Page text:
The protagonist of James W. Fuerst’s Huge is Eugene “Huge” Smalls, a young devotee of Raymond Chandler and Dashiell Hammett, authors whose characters are defined by their sparse, masculine speaking styles and weary cynicism—traits that Huge, the character, emulates. The youth-as-noir-detective shtick is largely successful here because, as it turns out, the worldviews of hard-boiled crime fiction protagonist and angsty pre-teen aren’t actually all that different. Like many noir heroes, Huge is primed for violence and estranged from a world he views as a place of irreversible moral decay—requisite traits for any antihero from the genre.
Fuerst strikes a good balance in his dialogue, which is recognizably adolescent while also appropriately stylized. When a locale is described as being “at arm’s length from the real action, like the kids’ table at Thanksgiving,” it reads both as affected tough guy dialect, and as something any grouchy tween might say.
While Huge is successful as a character study, it is less so as a mystery (Huge is tasked with uncovering who vandalized the retirement home). The culprit is clear early on, and it’s as if Fuerst hasn’t decided whether he’s writing a straight entry into the genre or a parody. Instead of a sidekick, for example, Huge has Thrash, a stuffed frog who “makes Watson look like a bitch” and who encourages Huge’s tendencies toward violence. Thrash is at once a traditional companion, an odd narrative detail that we’re meant to find amusing, and a dark figure whose influence Huge should be wary of. But it’s unclear whether he’s meant to be read seriously.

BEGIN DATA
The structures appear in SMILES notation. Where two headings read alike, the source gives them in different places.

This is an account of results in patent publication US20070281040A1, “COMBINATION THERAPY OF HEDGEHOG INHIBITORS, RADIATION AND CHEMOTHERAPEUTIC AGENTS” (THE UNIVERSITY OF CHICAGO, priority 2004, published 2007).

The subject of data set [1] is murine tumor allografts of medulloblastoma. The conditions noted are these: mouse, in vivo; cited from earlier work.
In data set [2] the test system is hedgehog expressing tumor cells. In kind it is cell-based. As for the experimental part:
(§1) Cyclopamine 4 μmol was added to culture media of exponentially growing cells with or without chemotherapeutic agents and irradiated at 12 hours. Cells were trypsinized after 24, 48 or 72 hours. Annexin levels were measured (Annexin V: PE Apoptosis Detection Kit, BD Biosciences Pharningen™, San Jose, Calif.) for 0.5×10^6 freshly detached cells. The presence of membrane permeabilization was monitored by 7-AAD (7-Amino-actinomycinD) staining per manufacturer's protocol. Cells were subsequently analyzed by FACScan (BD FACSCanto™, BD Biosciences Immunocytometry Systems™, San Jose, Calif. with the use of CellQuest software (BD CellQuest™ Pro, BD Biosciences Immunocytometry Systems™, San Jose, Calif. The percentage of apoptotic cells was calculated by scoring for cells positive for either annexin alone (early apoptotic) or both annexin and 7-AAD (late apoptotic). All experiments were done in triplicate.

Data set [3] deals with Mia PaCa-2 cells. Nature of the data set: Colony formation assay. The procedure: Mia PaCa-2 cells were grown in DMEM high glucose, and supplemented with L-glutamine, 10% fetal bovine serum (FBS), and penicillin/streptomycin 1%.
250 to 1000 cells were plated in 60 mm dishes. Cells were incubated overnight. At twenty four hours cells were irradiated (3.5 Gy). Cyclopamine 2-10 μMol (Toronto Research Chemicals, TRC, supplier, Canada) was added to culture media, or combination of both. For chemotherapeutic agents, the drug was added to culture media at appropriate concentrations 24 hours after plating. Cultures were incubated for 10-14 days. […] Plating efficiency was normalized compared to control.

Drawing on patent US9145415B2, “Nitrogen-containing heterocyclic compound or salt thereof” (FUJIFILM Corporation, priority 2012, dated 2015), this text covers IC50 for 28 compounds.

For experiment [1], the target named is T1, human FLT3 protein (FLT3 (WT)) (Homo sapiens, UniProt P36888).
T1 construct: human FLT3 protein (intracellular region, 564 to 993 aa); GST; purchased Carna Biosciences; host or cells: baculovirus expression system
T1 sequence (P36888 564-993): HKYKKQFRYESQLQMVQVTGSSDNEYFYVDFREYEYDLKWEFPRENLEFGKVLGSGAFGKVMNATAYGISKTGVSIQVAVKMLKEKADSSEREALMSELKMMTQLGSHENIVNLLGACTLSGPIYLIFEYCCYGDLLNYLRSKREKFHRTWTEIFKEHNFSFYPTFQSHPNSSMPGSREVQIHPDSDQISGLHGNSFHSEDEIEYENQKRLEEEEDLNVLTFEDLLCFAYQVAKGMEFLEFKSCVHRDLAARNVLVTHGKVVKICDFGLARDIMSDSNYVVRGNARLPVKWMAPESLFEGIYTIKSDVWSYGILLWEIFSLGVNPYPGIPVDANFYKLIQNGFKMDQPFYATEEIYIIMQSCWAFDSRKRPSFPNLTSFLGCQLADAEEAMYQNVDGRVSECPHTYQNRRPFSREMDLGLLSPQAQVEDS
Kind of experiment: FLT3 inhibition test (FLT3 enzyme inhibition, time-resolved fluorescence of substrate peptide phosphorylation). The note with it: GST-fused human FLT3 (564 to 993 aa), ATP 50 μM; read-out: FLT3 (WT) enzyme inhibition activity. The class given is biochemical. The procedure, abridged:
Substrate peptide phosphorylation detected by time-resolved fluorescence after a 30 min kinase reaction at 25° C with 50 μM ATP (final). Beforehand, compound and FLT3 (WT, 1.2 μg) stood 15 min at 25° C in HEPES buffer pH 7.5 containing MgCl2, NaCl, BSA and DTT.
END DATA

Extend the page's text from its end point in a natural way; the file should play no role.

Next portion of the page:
This tonal discord doesn’t detract from the book, in part because Huge is a robust lead. Besides, the heart of the story is less about solving the crime than finding out whether Huge can deal with the truth of the matter when he finds it. Because of Thrash and the hyper-stylized prose, it’d be easy to find this novel gimmicky, but there are real stakes and emotions here. This is Fuerst’s debut, and he’s clearly a strong talent whose not afraid to take risks. Much like his colorful and young protagonist, he’ll go far if he can control his wild side.